A small group of far-right supporters gathered at a Melbourne beachside park on Australia Day, while thousands marched through city streets calling for the national day to be scrapped or rescheduled.
Protesters at Parliament House chanted "always was, always will be, Aboriginal land" before walking through the city.
Tarneen Onus-Williams, who was introducing speakers during the rally, shouted to the crowd "f... Australia" and "I hope it burns to the ground".
Flowers and artwork were stacked at the steps, alongside signs reading 'pay the rent' and a giant cardboard coffin daubed with 'colonisation'.
Protester Pauline Williams said she couldn't understand why it was an issue to change the date.
"If there's so many people that it offends, because it's the anniversary of the invasion, my question is, why not change it?"
Melbourne kindergarten teacher Lily Ames, holding a sign, said she believed in equal rights.
"It's really important that young people are aware of what happened and the reason why the government said 'sorry'," she told AAP.
After the rally left to weave its way through the city, a handful of right-wing protesters arrived at the steps wearing Australian flags, but departed without incident.
Right-wing groups including The True Blue Crew and United Patriots Front headed to a reserve at St Kilda for a "citizens barbecue".
"This ... is the only actual Australia Day celebration which is taking place. Everything else is 'invasion day'," organiser Blair Cottrell said of the event in a social media post.
"Don't get sucked in by the brainwashing that's coming from the political and mainstream media which is legitimising and promoting this invasion day nonsense."
Up to 50 people attended the gathering at the reserve, where a heavy police presence included mounted officers, but no arrests were reported.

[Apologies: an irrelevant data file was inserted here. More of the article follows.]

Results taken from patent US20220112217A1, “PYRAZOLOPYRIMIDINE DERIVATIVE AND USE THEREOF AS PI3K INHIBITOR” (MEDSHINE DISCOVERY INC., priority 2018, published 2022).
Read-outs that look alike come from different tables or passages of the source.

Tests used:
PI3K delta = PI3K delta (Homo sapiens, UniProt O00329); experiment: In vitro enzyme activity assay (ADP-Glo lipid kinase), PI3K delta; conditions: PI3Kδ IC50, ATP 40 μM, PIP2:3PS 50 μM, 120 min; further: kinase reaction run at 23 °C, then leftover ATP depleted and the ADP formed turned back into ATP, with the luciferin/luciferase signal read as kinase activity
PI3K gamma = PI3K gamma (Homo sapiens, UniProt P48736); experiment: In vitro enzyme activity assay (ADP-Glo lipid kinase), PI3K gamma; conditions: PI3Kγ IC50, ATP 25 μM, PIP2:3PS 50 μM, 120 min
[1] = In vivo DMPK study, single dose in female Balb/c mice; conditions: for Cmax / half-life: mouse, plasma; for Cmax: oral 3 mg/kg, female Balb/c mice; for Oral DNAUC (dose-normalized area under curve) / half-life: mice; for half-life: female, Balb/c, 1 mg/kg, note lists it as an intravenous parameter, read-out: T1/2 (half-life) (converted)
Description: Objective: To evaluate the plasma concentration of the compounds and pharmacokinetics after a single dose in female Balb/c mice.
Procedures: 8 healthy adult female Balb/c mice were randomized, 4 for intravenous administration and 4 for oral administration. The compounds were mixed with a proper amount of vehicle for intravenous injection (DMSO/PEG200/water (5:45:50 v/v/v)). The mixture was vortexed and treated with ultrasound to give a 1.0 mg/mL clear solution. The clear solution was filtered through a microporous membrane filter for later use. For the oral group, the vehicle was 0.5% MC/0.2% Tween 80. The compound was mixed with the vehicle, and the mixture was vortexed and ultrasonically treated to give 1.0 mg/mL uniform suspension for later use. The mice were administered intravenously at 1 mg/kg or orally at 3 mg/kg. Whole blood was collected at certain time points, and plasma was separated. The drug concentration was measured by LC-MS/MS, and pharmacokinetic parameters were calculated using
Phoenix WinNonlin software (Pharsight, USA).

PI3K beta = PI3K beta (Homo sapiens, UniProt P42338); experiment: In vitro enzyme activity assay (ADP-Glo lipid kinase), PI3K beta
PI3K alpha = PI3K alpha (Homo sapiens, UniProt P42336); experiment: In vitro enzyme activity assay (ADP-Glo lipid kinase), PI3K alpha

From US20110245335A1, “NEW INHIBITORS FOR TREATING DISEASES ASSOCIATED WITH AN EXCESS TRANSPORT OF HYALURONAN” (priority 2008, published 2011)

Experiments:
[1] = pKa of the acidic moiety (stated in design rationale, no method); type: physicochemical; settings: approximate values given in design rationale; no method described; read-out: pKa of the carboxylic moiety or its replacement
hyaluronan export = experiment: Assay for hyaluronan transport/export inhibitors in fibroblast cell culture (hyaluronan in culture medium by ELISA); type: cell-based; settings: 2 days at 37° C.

Mr Cottrell says Australia respects Aboriginal people.
"They have always been part of Australia. This is just leftists trying to create a big divide in our country," he said of the anti-Australia Day movement.
With an alcohol ban across the foreshore, the right-wing supporters played cricket and chatted surrounded by a dozen Australian flags.
Labor Leader Bill Shorten was one of many to speak about the protests during the day.
"(It) doesn't matter if you're on the far right or the far left, Australia Day shouldn't be an idiot magnet for a few yobbos and idiots," he said.
It's a day of national reflection, but people had to understand the history of Australia and "take the good with the bad", he added.
Among the crowd at the city rally was Australian Greens leader Richard Di Natale and state Greens MP Lidia Thorpe, the first female Aboriginal elected to the Victorian parliament.
Senator Di Natale said there should be a conversation about choosing a new date for Australia Day.
"We need to have a process to acknowledge why January 26 is not that day and to come together as a nation to talk about our history, to understand it more, to finally heal and then to come together," he told reporters.